Album Reviews



The Great Southern Trendkill  Hear it Now

RS: 2of 5 Stars Average User Rating: 4of 5 Stars


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The world is full of musical extremists, but few of them work those extremes as hard as Pantera. Combining forces both compelling and repellent, the Texas thrash-metal band's fourth major-label album seethes with sentiments that are as harsh and grinding as the music that carries them. Pantera lashes out at cops and criminals, addicts and addiction, poseurs and punks, the affluent and the underclass with equal venom. Jolting in its gentleness, "Suicide Note Pt. I" is a droning, morose meditation that gets blown to bits by the brutal anger of "Suicide Note Pt. II." In "War Nerve," frontman Philip Anselmo spews his gnarly invective at the media (which came down hard on him for inflammatory comments he made last year regarding race relations), and "13 Steps to Nowhere" offers a dose of twisted cynicism that would make Axl Rose's head spin: "A backward swastika, the black skin riddled in lead/A Nazi gangster Jew, it beats a dog that's dead." As convoluted as it is provocative, the complexity of Pantera's extremes actually saves the band from being easily dismissed as bigots. (RS 736)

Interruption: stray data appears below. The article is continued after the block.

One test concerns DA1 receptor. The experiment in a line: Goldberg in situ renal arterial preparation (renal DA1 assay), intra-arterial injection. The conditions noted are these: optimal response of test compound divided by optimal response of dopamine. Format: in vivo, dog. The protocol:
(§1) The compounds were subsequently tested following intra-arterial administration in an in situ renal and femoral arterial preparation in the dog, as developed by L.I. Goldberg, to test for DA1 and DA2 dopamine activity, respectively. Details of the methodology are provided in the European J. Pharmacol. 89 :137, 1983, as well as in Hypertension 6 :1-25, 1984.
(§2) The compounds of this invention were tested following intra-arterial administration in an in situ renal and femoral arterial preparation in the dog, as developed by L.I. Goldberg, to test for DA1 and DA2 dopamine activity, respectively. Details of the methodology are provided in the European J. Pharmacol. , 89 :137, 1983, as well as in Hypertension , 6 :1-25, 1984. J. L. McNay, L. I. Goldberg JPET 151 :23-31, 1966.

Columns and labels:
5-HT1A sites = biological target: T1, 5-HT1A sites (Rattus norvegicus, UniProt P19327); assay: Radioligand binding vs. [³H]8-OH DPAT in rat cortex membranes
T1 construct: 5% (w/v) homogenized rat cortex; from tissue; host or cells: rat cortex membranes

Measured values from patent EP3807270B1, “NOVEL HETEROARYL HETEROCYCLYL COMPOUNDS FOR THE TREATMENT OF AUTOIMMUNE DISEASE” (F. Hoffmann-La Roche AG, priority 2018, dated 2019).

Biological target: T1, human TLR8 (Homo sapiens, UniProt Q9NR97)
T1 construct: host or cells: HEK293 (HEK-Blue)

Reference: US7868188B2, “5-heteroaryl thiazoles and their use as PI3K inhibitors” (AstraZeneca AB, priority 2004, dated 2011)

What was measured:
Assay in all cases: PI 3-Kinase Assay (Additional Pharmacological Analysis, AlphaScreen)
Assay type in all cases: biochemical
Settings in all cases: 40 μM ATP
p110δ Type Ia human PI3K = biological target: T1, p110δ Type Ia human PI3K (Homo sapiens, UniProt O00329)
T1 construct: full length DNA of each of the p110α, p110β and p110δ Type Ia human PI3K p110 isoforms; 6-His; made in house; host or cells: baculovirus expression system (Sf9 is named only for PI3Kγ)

(Posted: Jun 13, 1996) Icon Photo Add to   digg Photo DiggThis